Dubbed ‘A Night of Reggae Music Under the Stars’, last month’s free concert at the Hollywood’s Arts Park was headlined by Third World, one of the longest-lived and iconic reggae bands the world has ever seen. It was a Reggae and Black History Month 2022 event powered by the Rhythm Foundation and Hollywood Arts Park. The February 6th event was a momentous occasion indeed in that its core mission was to celebrate the lives and legacies of a trio of towering figures in Jamaican music ‘both yard and abroad.’ More than that, it was the big 21-year anniversary of ‘Reggae Runnins’ on South Florida’s Hot 105 FM radio with the one and only Tanto Irie—who was honored with an award as part of the evening’s festivities and proceedings. The Third World Band was complemented by performances of several other artists, including Antigua’s reggae ambassador, Causion, and VC whose smash hit in the early 2000’s, ‘By His Deeds’ (Shall a Man be Known) heated up the reggae airwaves all over the world.
Dennis Emmanuel Brown certainly had a golden voice and was blessed with a magnificent musical gift. Mr. Brown, who was born on February 1, 1957 and passed on July 1, 1999, left an indelible mark on the landscape of reggae music. During his prolific career which began in the late 1960’s at the age of eleven, Dennis Brown not only recorded more that 75 albums over his career, but was also one of the central pillars of the romantic subgenre of reggae music known as ‘lovers rock’. It would be remiss not to point out that, the King of Reggae, Bob Marley, famously cited Dennis Brown as his favorite singer and nicknamed Mr. Brown, the ‘Crown Prince of Reggae’.
Mr. Brown certainly had a golden voice and was blessed with a magnificent musical gift—which proved quite influential for the generations of reggae singers that have since followed. In paying homage to the remarkable life and musical legacy of Dennis Brown, several artists took to the stage to give their own live performance renditions of some of the ‘Crown Prince of Reggae’s’ most memorable and timeless classics, including ‘Here I Come’, ‘Revolution’, ‘Have You Ever Been In Love’, ‘A Little Bit More’, and ‘Sitting and Watching’.
With the night’s festivities centering around Third World also paying homage to Robert Nesta Marley and former lead singer of the band, Bunny Rugs, both of whose birthdays falling on February 6th, the venerable Third World band ensemble took to the stage to a raucous round of applause from the masses that had gathered inside the Hollywood Arts Park. Lead vocalist, A.J. ‘Boots’ Brown was backed in harmony by Stephen ‘Cat’ Coore and Richard ‘Bassie’ Daley as they unleashed ‘Now That We Found Love’, ’96 Degrees in the Shade’, ‘Try Jah Love’ and, of course, ‘Reggae Ambassador’—which A.J. Brown had a lot of fun singing as he threw down some authentic skankin’ dance moves during his performance of the song. The song, ‘Reggae Ambassador’, is a colossal Third World smash hit that was originally made famous by the group’s former husky-voiced lead singer, William “Bunny Rugs” Clarke, who succumbed to leukemia at his home in Orlando, Florida in 2014 at the age of 65.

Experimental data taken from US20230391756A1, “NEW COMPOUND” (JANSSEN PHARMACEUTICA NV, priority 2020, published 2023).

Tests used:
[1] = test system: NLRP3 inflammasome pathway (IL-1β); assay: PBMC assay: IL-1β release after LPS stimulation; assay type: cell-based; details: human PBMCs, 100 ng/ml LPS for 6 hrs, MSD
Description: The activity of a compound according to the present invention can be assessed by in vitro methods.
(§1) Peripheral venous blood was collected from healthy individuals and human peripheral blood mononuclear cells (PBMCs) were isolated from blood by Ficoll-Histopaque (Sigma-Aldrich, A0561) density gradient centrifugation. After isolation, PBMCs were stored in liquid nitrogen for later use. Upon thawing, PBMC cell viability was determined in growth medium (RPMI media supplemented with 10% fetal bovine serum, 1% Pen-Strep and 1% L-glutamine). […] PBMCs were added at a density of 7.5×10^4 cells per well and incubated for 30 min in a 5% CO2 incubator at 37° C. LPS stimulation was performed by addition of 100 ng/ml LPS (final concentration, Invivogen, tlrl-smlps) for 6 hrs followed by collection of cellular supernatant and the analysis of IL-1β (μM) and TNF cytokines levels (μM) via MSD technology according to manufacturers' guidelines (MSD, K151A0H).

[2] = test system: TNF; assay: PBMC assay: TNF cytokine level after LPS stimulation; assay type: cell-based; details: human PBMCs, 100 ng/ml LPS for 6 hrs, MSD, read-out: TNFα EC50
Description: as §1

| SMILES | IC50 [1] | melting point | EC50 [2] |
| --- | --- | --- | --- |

The unmistakable spiritual vibe of Bob Marley was certainly palpable as several artists took turns in serving up to the captivated audience their renditions of many of Bob Marley’s most unforgettable songs, such as ‘Three Little Birds’, ‘Jammin’, ‘Heathen’, ‘Could You Be Loved’, and ‘Waiting in Vain’. It was nice to see one of the founding members of Bob’s Wailers Band, Lennie Chen, on hand enjoying that particular segment of the show. The canopy of a clear Hollywood, Florida night sky was the perfect setting for the delivery of the Bob’s endearing message of love for Jah Rastafari, Rastafarianism, and peace and unity throughout the world.
Reggae singer, VC, stoked a feeling of nostalgia in taking the stage to deliver several of his top songs, most notably a tune called ‘By His Deeds…Shall a Man be Known’—which was a very popular song in reggae circles in the early 2000’s. Antigua’s ‘Reggae Ambassador’, Causion, also served up some gems as part of his stage performance, including ‘Thankful…for all that you’ve done’. The bass-heavy song holds special significance in that, last year, Causion announced that he surmounted his battle with colon cancer, and that he was glad to be surrounded by so much love while being thankful to Jah for enabling his recovery from the illness.
The night’s happenings also featured a number of awards and accolades given out, including the Mayor of Hollywood, Josh Levy, giving the Third World band the ‘Key to the City’ as well as other tokens of recognition. Indeed, Third World was very appreciative in being recognized in such a grand way and, in accepting, Stephen ‘Cat Coore’ was visibly emotional in expressing his sincere gratitude to all the fans who have supported Third World over its decades-long musical career. In turn, Tanto Irie of South Florida’s Hot 105 FM also garnered awards presented to him by Third World, as well as Mr. Oliver Mair, Jamaica’s Consul General to Miami and Southern U.S.A.
Without a doubt, memorable times were had by all who were in attendance for such a great event that honored the life, legacies, and musical works of a trio of giants in reggae music. The event surely delivered on its promise to present a diverse and eclectic group of performing artists to join Third World in Celebrating the posthumous Earthstrongs of Dennis Brown, Bob Marley, and Bunny Rugs. And, of course the Hollywood Arts Park Amphitheater venue was perfect in that it has arguably become the premier outdoor center for performing arts and entertainment in South Florida—Broward County to be exact.
All photos by Nick Ford, who lives and works in South Florida.